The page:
I live on the outskirts of warsaw. It takes me about 45 minutes by bicycle to get to my office. I have forests close to me. A small/medium sized city is the way to go :)


18 posted on 10/28/2013 7:55:34 AM PDT by Cronos (Obama’s dislike of Assad is not based on Assad’s brutality but that he isn't a jihadi Moslem)
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To: ottbmare

Life’ll kill ya.


19 posted on 10/28/2013 7:56:53 AM PDT by dfwgator
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To: Cronos

Anyone who ever watched a meeting of the Dallas City Council, will understand why I have absolutely no desire to live in Dallas.


20 posted on 10/28/2013 7:58:56 AM PDT by dfwgator
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To: Cronos

But you are not living in the city. You are living 45 minutes away from it. That is the suburbs.

I live outside of Washington DC, just where the suburbs stop and the countryside begins. In some ways my situation is perfect, because I have a house and garden, and am a five minute drive from horses but yet a ten-minute drive from the terminus of the DC metro (subway) system that takes one into DC. I have also lived in or near several other large US cities, and have traveled and stayed throughout both Eastern and Western Europe. Cities are fascinating and exciting to visit for cultural purposes or to stay in briefly, but I cannot endure living in or near so much hardscape. I need trees, fields, soil beneath my feet, horses.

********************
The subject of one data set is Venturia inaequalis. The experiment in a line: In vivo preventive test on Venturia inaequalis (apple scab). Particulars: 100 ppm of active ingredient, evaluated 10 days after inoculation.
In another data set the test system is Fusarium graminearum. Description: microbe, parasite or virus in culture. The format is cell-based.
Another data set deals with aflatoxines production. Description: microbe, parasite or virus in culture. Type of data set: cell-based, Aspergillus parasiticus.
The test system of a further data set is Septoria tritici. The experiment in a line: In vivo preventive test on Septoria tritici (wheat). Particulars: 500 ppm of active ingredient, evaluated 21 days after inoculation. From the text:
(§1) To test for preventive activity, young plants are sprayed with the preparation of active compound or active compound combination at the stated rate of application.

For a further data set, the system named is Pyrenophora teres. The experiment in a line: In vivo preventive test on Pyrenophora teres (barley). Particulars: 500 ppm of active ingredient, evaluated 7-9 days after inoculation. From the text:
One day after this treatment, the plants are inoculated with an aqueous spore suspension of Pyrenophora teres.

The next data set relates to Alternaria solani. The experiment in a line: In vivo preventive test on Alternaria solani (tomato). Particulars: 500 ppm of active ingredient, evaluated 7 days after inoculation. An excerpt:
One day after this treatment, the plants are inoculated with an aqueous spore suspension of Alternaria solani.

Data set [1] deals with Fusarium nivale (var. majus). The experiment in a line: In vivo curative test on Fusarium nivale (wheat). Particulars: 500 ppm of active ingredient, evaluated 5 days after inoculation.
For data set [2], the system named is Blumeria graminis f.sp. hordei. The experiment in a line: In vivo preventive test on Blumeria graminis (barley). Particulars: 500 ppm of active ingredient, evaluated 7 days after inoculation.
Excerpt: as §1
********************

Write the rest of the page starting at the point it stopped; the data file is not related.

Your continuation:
Like many Americans, I also want to be less dependent upon and controlled by government and less vulnerable to the behaviors of most city-dwellers. If the Lord allows, I will move further out into the countryside soon.